If you are still not very familiar with the flavors of Chandni Chowk, let me tell you in my blog the anecdotes of the street food available here, of what is known as Mughlai food that goes beyond the jalebi and the samosa.

As evening dawns I tread to the Mughlai havens near Jama Masjid. Are you wondering what is the famous dish of Delhi? I particularly like the chicken tikka masala, the famous dish of Delhi immersed in a creamy sauce of red-orange flavored spices and for its intense flavor and soft fleshy texture. Chicken tikka masala is now considered British because it was invented in Britain by a Brit.

The chunks of boneless chicken marinated with a secret combination of spices and yogurt are roasted and cooked in a typical tandoori oven. It is seasoned with coconut milk or yogurt or cream, tomatoes and spices, and garam masala precisely. The result is a lovely smoky flavor.

The dish is simple and the base is the tandoori chicken, the famous dish in Delhi. As regards the origins of chicken tikka masala the oldest claim is linked to the Mughal emperors as early creators of the dish. There is not a single recipe to prepare this delicious dish, which depends on the thickness of the sauce and also the spices used. Even if you've never tasted, surely you have noticed at least once on an Indian restaurant menu.

I win over a space and enjoy the chicken tikka with chur chur naan, a flatbread topped with cheese, garlic and onions. I also order a good portion of biryani, which absorbs and amplifies all the aromas in this dish. If I speak of the food that I miss the most, it must be the biryani. The way the biryani is cooked here is different from how others cook.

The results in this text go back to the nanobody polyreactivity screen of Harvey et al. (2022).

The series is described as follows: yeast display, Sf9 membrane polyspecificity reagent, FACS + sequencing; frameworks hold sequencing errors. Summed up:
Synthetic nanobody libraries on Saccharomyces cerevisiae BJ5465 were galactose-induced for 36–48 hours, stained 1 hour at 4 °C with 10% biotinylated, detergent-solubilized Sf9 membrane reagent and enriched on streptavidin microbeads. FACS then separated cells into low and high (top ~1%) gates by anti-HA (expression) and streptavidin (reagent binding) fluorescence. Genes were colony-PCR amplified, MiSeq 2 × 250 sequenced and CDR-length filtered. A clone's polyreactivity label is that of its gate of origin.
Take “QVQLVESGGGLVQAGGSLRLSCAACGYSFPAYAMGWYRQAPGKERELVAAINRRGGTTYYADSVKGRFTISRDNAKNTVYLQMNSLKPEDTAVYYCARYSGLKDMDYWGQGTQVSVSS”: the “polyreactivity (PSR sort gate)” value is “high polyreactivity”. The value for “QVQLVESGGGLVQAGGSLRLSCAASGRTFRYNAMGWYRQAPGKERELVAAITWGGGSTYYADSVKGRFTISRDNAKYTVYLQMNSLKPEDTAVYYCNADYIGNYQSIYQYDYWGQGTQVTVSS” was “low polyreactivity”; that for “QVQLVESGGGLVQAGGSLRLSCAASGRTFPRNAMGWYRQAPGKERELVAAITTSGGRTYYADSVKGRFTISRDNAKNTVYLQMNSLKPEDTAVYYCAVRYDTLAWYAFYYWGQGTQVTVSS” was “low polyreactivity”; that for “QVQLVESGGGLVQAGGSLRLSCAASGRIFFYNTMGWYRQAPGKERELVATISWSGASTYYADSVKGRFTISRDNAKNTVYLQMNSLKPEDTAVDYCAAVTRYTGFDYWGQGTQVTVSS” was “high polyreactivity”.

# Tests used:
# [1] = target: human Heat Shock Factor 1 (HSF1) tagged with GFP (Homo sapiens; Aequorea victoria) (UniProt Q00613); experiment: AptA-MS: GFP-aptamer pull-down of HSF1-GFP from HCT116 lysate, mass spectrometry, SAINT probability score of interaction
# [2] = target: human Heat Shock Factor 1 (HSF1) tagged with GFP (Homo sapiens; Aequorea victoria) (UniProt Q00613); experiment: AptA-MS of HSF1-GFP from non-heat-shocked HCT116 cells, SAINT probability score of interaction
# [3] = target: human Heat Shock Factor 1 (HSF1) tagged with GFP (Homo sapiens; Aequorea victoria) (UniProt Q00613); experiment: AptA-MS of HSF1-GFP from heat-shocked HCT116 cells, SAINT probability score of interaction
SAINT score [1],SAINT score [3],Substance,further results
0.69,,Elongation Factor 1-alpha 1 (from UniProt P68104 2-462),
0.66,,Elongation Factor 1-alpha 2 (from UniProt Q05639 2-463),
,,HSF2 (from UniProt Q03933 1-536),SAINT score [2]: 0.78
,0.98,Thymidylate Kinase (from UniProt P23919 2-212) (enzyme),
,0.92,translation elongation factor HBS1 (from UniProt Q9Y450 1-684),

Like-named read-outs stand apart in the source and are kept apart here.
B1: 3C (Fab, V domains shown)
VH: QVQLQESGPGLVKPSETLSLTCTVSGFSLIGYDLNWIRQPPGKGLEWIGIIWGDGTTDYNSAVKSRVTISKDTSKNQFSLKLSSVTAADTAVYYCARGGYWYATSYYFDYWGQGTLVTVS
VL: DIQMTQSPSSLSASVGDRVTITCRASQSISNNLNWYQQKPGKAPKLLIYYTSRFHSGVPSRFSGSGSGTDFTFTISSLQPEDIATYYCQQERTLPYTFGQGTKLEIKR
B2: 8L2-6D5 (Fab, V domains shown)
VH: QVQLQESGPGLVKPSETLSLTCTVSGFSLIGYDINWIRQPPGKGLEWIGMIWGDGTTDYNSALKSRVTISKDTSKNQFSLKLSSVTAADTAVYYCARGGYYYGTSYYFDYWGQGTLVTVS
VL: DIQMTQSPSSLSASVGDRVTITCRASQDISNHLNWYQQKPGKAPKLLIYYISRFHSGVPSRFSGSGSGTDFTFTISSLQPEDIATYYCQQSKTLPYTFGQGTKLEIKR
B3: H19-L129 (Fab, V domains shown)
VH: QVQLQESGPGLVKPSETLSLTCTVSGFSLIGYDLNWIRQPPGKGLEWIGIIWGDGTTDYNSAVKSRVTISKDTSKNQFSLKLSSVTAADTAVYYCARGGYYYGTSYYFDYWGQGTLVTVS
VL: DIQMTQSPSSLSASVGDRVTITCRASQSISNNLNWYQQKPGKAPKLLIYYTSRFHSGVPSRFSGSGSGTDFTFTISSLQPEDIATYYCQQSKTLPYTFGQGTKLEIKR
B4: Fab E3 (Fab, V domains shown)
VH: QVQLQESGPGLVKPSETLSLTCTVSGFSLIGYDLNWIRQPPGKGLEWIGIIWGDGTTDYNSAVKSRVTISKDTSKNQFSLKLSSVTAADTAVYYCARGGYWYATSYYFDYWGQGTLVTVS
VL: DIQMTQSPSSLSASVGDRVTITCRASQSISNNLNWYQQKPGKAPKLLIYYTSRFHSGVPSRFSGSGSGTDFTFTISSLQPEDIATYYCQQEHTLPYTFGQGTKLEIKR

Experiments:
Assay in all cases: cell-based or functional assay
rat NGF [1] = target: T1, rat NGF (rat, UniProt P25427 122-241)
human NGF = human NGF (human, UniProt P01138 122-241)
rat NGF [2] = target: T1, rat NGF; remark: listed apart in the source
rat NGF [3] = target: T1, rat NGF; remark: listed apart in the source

And here’s a little secret. After a lot of cajoling and breaking the ice through the name of a distant common friend, the cook allowed me in his den (aka kitchen) one Sunday. I will try to explain how it's done, but I think sour plums, yogurt, and pomegranate is what made it a good dish.

I saw him focused on the recipe, and it took three or four hours. He prepared the rice with milk according to his own recipe. Then he would put pistachios on top of the dish. I was very happy because this was a special recipe.

Another of the specialties that they serve only during the night here in Chandni Chowk are the Kebab with one of the most liked being the Nargisi Kebab, made with marinated lamb meat in yogurt for 48 hours and stuffed with eggs. The meat chunks are inserted in a stick and roasted inside the tandoori.

They also prepare very tender, flavourful and succulent Seekh Kebabs and wrap them with a rather thin and smooth Naan along with the salad and sauces, something that sounds pretty standard, however, the taste was quite unique and I can easily eat five or more of these wraps.

To end our eventful hot gastronomic night on a sweet note, we roam through some of the galis, where in the footpaths they then sell excellent fresh juices and sweets, such as lemon soda with generous amounts of ice and we end the night with the most renowned Gajar Ka Halwa, the famous sweet dish of delhi, in one of the carts! It has a very pleasant flavor provided it is ordered with the expectation of a soft sweet cake.